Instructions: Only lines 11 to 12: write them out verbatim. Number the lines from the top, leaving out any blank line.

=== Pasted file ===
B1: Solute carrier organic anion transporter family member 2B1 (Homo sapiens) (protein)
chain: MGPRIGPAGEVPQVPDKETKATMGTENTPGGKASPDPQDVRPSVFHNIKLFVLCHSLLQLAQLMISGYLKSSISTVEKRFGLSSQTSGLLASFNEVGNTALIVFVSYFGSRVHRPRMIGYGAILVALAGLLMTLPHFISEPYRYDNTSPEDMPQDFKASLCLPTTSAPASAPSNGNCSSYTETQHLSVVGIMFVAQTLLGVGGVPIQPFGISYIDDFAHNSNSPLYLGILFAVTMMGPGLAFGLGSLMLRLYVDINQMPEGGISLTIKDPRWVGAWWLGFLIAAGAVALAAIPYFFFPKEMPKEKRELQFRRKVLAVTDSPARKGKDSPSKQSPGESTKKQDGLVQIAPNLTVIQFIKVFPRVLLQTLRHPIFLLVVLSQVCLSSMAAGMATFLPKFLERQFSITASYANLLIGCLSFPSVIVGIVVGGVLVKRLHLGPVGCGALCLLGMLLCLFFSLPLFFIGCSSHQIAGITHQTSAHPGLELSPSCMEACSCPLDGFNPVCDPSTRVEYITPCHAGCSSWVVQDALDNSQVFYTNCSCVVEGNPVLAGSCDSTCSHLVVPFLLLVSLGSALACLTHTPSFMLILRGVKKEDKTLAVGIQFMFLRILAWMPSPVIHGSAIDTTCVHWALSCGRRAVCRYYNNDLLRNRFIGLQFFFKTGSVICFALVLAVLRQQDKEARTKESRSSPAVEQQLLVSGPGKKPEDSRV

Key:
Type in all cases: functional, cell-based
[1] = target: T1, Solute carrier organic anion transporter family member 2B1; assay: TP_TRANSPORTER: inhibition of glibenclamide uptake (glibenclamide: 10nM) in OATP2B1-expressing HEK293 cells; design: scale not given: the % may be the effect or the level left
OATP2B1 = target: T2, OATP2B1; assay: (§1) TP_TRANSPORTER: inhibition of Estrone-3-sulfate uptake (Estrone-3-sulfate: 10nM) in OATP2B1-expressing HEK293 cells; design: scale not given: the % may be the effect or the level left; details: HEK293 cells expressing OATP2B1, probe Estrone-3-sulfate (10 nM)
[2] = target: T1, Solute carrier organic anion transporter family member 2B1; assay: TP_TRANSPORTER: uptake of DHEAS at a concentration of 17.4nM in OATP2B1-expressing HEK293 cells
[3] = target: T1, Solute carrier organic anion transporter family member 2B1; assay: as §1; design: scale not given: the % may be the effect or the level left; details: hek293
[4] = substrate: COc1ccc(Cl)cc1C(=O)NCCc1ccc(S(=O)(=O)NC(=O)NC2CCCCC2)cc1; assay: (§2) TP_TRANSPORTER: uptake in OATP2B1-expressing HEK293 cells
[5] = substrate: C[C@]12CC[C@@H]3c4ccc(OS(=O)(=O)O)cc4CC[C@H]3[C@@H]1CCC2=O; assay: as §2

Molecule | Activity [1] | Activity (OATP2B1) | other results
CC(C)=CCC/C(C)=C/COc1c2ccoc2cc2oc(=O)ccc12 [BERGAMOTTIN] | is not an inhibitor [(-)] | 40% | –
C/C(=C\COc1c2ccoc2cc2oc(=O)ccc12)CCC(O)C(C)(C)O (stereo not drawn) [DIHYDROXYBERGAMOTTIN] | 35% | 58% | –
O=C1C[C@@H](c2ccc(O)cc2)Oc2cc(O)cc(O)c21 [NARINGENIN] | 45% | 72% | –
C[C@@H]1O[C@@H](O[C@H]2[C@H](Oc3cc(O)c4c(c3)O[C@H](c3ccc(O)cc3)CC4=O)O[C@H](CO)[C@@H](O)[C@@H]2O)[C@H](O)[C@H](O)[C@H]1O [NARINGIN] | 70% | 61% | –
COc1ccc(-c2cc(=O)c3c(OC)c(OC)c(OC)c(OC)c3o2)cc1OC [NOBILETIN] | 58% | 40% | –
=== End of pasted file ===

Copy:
Molecule | Activity [1] | Activity (OATP2B1) | other results
CC(C)=CCC/C(C)=C/COc1c2ccoc2cc2oc(=O)ccc12 [BERGAMOTTIN] | is not an inhibitor [(-)] | 40% | –